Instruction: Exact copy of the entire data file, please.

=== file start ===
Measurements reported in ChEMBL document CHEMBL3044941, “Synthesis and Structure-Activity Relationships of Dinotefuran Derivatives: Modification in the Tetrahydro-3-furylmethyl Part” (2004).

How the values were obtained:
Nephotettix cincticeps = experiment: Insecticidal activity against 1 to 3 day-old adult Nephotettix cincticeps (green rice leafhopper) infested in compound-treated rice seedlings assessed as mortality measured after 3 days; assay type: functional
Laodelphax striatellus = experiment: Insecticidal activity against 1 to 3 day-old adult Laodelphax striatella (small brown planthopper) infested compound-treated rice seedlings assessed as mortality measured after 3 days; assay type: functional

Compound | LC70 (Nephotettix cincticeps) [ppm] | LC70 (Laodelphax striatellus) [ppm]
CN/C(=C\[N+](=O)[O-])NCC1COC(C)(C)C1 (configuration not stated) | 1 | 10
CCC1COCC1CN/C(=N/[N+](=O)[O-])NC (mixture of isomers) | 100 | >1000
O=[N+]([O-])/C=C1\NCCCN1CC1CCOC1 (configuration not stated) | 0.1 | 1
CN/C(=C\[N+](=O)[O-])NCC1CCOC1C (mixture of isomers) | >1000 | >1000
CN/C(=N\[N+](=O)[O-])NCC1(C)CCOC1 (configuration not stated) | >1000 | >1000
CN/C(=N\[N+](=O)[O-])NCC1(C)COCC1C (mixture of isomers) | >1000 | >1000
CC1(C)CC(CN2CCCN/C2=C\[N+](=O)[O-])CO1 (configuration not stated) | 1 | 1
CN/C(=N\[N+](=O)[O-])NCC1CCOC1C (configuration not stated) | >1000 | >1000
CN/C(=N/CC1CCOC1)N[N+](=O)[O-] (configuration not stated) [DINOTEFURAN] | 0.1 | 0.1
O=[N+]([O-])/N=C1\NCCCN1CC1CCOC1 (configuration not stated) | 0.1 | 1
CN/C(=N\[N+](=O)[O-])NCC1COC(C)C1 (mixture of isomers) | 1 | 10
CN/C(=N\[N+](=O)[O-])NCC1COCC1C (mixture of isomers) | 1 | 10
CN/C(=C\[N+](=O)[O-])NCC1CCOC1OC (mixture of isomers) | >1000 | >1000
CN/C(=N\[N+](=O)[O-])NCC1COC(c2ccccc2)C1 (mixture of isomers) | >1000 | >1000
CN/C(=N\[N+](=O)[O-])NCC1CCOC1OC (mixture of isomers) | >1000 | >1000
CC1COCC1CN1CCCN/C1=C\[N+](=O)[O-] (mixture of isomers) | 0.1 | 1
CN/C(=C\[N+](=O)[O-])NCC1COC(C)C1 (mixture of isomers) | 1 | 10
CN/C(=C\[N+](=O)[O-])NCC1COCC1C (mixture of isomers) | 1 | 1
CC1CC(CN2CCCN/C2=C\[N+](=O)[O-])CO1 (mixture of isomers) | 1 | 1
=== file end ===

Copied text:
Measurements reported in ChEMBL document CHEMBL3044941, “Synthesis and Structure-Activity Relationships of Dinotefuran Derivatives: Modification in the Tetrahydro-3-furylmethyl Part” (2004).

How the values were obtained:
Nephotettix cincticeps = experiment: Insecticidal activity against 1 to 3 day-old adult Nephotettix cincticeps (green rice leafhopper) infested in compound-treated rice seedlings assessed as mortality measured after 3 days; assay type: functional
Laodelphax striatellus = experiment: Insecticidal activity against 1 to 3 day-old adult Laodelphax striatella (small brown planthopper) infested compound-treated rice seedlings assessed as mortality measured after 3 days; assay type: functional

Compound | LC70 (Nephotettix cincticeps) [ppm] | LC70 (Laodelphax striatellus) [ppm]
CN/C(=C\[N+](=O)[O-])NCC1COC(C)(C)C1 (configuration not stated) | 1 | 10
CCC1COCC1CN/C(=N/[N+](=O)[O-])NC (mixture of isomers) | 100 | >1000
O=[N+]([O-])/C=C1\NCCCN1CC1CCOC1 (configuration not stated) | 0.1 | 1
CN/C(=C\[N+](=O)[O-])NCC1CCOC1C (mixture of isomers) | >1000 | >1000
CN/C(=N\[N+](=O)[O-])NCC1(C)CCOC1 (configuration not stated) | >1000 | >1000
CN/C(=N\[N+](=O)[O-])NCC1(C)COCC1C (mixture of isomers) | >1000 | >1000
CC1(C)CC(CN2CCCN/C2=C\[N+](=O)[O-])CO1 (configuration not stated) | 1 | 1
CN/C(=N\[N+](=O)[O-])NCC1CCOC1C (configuration not stated) | >1000 | >1000
CN/C(=N/CC1CCOC1)N[N+](=O)[O-] (configuration not stated) [DINOTEFURAN] | 0.1 | 0.1
O=[N+]([O-])/N=C1\NCCCN1CC1CCOC1 (configuration not stated) | 0.1 | 1
CN/C(=N\[N+](=O)[O-])NCC1COC(C)C1 (mixture of isomers) | 1 | 10
CN/C(=N\[N+](=O)[O-])NCC1COCC1C (mixture of isomers) | 1 | 10
CN/C(=C\[N+](=O)[O-])NCC1CCOC1OC (mixture of isomers) | >1000 | >1000
CN/C(=N\[N+](=O)[O-])NCC1COC(c2ccccc2)C1 (mixture of isomers) | >1000 | >1000
CN/C(=N\[N+](=O)[O-])NCC1CCOC1OC (mixture of isomers) | >1000 | >1000
CC1COCC1CN1CCCN/C1=C\[N+](=O)[O-] (mixture of isomers) | 0.1 | 1
CN/C(=C\[N+](=O)[O-])NCC1COC(C)C1 (mixture of isomers) | 1 | 10
CN/C(=C\[N+](=O)[O-])NCC1COCC1C (mixture of isomers) | 1 | 1
CC1CC(CN2CCCN/C2=C\[N+](=O)[O-])CO1 (mixture of isomers) | 1 | 1